Shelley: “The beauty of awe is that it gets easier and more profound with practice. You start noticing subtler things – the vibrant vegetable texture at the market, the complex music of children’s laughter. Like building any skill, it becomes richer the more you engage with it.”
Moderator (Summary): This spirited debate highlights the intriguing core of “The Power of Awe.” While the opponent presents valid skepticism about the practicality of cultivating awe within our busy lives, the proponent makes a strong case for the book’s accessible approach and the cumulative effects of seeking wonder in the everyday.
As for declaring a winner…both sides present compelling points. In truth, there’s no right or wrong way to embrace this concept. However, the discussion raises an important reminder: perhaps we have underestimated the profound impact that can be achieved by deliberately finding awe in the small things as much as in grand experiences. Whether you become a full-fledged champion of the A.W.E method or simply more attuned to appreciating daily miracles, this book will surely spark reflection and possibly offer a much-needed mental reprieve.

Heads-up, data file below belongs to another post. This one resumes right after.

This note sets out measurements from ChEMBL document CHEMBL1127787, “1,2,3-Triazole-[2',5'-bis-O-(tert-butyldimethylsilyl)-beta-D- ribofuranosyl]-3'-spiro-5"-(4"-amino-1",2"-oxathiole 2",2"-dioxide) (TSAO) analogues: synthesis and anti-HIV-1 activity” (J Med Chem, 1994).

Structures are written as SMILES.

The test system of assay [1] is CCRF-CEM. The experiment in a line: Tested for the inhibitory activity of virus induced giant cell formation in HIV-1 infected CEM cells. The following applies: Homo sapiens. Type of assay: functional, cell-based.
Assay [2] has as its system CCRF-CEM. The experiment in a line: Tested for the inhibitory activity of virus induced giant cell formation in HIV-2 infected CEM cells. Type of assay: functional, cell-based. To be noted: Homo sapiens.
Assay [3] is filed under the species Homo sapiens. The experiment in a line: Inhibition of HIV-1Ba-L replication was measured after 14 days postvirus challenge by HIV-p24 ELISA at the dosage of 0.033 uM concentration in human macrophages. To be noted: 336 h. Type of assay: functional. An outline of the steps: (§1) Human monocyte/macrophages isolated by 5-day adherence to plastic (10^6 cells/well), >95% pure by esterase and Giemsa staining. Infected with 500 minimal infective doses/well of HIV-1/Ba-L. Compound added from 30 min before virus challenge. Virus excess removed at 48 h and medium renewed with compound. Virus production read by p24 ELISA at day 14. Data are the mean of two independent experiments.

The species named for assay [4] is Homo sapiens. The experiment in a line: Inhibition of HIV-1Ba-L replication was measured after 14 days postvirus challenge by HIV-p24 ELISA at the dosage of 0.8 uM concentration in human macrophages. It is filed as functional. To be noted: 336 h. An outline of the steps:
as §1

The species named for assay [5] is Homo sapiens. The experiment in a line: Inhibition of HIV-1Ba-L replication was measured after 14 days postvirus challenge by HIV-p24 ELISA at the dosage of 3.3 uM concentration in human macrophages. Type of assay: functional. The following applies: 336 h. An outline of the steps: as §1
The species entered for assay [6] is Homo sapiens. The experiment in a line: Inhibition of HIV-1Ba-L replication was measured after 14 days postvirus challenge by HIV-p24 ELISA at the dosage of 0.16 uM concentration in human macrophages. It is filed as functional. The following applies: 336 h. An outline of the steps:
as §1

Jake Eagle, LPC, is a psychotherapist, mindfulness instructor, fellow member trainer of the International Association of Neuro‑Linguistic Programming, and cofounder of Live Conscious, along with his wife Hannah. After thirty years in private practice, Jake now works part-time as a meta-therapist, working with people who want to go beyond the bounds of traditional therapy. Jake recognizes the value of therapy, and he also recognizes the limitations. His passion is to mentor people interested in fulfilling their wholesome potential. Together, he and Hannah lead life-changing small group retreats at awe-inspiring locations worldwide.
Michael Amster, MD, is a physician and faculty member at Touro School of Medicine. He graduated from the University of California, Irvine School of Medicine, and completed his pain management fellowship at the University of Iowa. Michael has been working as a pain management specialist for nearly twenty years and is currently the founding director of the pain management department at Santa Cruz Community Health. As a student of meditation for over 30 years, as well as a certified yoga teacher and meditation teacher trained at Spirit Rock Meditation Center. He splits his time between Santa Cruz, CA and Kauai.
To learn more, click here > The Power of Awe